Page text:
Design Capacity Vs Actual Capacity

I remember a discussion I had with the Operations Manager of a chemical plant. Venting his frustrations he told me that the Company who designed the plant had done a lousy job. The plant produced much less than was promised by the design, he did not understand why and his management was not so happy with his performance. A closer look at the design basics and a detailed study of the batch production process opened his eyes. The assumptions made in the design were different than actual practice, notably the much more stringent product quality necessitated more rigorous purification. The washing step took much more time and as a result, the batch time went up and production decreased.

On another occasion a chemical plant replaced an essential catalyst in the reactor with an improved version. The reactor, which had been the limiting factor for the production rate, could now produce much more and was no longer the bottleneck. As a result the production rate of the plant increased considerably and the the Production Manager got a promotion.

These are clear examples that design capacity is not an iron clad figure carved in stone. The term design capacity is often misunderstood. Add to this the confusion the term 'capacity' causes. The word is used in conjunction with design, actual, nameplate, theoretical, installed, proven, economical etc. Sometimes production rate is used and can be expressed per hour, day, month or year. For simplicity and clarity we define capacity as the ability of a facility (factory/plant) to produce an quantity of product(s) in a certain time frame at a defined quality. It could be the number of ships built at a shipyard per year, the m2 of ceramic floor tiles produced per hour or the tons of gasoline in a month in an oil refinery.

It is quite a normal experience that the intended (design) capacity differs from the actual one. Unfortunately more often than not the actual is lower than the design. There is a great time lag between the conception of a facility and the actual construction and start up. A time span of 2-3 years can be quite common. The design was made years before the facility actually starts producing and during this time conditions might have changed. Cooling water temperature is actually higher, quality of feedstock material worse than assumed, product quality more stringent or government regulations require amended operating conditions. Possibly even simple errors in the assumptions or in the calculations could be a reason, although this would never be admitted. These are just a few examples, but certainly anyone in a manufacturing or engineering position recognises these and can add to this list from his or her own experience.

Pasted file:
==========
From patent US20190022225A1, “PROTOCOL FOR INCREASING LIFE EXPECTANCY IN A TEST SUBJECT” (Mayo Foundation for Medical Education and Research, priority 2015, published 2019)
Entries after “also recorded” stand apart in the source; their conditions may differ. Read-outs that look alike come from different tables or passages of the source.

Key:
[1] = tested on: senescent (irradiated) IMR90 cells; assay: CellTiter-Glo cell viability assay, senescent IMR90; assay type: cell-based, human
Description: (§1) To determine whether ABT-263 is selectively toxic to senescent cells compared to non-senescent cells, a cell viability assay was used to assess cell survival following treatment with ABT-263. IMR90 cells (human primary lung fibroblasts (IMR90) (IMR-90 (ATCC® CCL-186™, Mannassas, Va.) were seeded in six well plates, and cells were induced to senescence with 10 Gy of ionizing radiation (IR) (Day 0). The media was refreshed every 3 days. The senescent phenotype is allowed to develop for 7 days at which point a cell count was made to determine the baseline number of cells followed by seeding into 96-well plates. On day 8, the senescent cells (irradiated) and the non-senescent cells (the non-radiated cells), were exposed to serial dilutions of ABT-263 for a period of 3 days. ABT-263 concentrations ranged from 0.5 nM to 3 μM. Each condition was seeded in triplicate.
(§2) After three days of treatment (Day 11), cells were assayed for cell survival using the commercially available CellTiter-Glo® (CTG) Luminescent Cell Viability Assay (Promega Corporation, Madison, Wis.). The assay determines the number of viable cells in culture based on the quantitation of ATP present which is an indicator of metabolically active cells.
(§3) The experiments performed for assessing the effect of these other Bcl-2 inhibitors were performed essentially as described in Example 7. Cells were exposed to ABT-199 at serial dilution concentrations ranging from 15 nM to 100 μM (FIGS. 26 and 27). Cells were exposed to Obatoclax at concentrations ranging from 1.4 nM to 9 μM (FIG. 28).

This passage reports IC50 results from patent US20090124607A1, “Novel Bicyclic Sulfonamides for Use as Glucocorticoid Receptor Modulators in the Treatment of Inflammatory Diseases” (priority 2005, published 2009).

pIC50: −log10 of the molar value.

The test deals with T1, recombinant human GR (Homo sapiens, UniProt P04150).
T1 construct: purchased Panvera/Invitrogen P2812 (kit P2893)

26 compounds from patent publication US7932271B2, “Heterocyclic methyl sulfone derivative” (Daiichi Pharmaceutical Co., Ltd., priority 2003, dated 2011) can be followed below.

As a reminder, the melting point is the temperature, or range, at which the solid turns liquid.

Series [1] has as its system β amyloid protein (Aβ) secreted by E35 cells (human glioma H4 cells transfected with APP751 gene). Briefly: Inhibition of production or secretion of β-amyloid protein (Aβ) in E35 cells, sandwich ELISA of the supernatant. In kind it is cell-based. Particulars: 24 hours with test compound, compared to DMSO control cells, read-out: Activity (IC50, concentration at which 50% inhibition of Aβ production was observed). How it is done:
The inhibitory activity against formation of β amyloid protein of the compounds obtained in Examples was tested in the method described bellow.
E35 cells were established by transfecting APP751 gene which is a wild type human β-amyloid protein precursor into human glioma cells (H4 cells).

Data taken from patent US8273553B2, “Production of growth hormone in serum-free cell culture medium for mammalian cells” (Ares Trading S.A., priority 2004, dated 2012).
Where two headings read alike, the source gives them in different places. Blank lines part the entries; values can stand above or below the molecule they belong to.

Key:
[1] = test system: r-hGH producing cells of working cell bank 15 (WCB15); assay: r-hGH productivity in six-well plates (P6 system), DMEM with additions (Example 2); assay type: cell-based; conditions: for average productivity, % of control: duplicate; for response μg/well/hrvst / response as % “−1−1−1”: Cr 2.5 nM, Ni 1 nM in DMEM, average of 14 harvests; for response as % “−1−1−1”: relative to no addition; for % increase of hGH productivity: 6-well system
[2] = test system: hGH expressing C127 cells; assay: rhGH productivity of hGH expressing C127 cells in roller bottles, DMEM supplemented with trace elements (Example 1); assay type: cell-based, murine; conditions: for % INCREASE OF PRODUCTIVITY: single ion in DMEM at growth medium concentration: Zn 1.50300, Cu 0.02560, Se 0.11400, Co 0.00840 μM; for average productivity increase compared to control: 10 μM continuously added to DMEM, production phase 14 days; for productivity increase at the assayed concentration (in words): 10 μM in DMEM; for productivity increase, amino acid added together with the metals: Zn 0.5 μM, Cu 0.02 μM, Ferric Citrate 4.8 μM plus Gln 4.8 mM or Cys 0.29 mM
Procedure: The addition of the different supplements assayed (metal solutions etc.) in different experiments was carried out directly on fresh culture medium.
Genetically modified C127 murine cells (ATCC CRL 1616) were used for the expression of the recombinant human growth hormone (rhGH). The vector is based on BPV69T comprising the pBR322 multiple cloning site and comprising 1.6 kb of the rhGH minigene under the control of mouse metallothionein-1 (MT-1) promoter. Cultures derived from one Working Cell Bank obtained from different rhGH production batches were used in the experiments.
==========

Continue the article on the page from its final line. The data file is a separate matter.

In the initial years it might not even be apparent that the facility is not able to produce the intended (design) amount of product. It takes time to build up a market, sales are slowly increasing, production is lower than the design capacity calls for and the facility is therefore underutilised. However at a certain stage it may become evident that the facility cannot produce what everybody expected and what was promised by the design. Then the blame game might start. Management blames the Operations staff that they cannot operate the facility properly, Operations replies that Management never allocated enough money to install the right quality equipment, both Management and Operations blame the design contractor for a lousy job and the story might go on for years. In the meantime the production certainly will not increase if adequate measures are not taken.

Instead, it would be much more productive if proper analysis is made of the actual production process versus the design. Properly controlled and well defined test runs should be carried out under representative conditions to assess the capacity of the facility and of each individual piece of equipment. This information can then be used to determine where the bottlenecks in the facility are and might even offer possible solutions to remove the bottlenecks.

As an alternative, Management could consider appointing an experienced, professional consultant to aid them in the efforts mentioned above. This approach has a number of advantages. As plant management is less involved they will have more time to concentrate on their core activity of running the facility. Moreover the consultant’s experience is not confined to this particular facility but covers a much wider range. Last but not least and frequently overlooked outside experience offers a fresh look.

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